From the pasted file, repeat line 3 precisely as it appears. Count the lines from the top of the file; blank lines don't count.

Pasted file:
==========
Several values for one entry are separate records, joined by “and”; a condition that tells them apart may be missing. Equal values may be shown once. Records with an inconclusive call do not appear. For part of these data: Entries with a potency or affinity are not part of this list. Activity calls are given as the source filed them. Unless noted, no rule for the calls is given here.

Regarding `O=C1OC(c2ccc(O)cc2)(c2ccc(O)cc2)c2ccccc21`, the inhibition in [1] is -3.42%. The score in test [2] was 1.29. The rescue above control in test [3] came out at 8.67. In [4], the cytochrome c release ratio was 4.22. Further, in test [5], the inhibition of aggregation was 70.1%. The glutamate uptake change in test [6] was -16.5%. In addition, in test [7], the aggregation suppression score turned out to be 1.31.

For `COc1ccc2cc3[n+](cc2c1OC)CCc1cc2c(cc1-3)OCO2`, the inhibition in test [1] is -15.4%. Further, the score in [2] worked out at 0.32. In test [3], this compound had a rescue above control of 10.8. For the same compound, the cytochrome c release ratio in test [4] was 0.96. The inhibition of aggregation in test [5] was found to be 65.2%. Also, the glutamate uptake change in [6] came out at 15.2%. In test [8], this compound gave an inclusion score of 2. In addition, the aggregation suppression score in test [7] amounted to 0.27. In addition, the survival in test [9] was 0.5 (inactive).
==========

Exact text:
For `COc1ccc2cc3[n+](cc2c1OC)CCc1cc2c(cc1-3)OCO2`, the inhibition in test [1] is -15.4%. Further, the score in [2] worked out at 0.32. In test [3], this compound had a rescue above control of 10.8. For the same compound, the cytochrome c release ratio in test [4] was 0.96. The inhibition of aggregation in test [5] was found to be 65.2%. Also, the glutamate uptake change in [6] came out at 15.2%. In test [8], this compound gave an inclusion score of 2. In addition, the aggregation suppression score in test [7] amounted to 0.27. In addition, the survival in test [9] was 0.5 (inactive).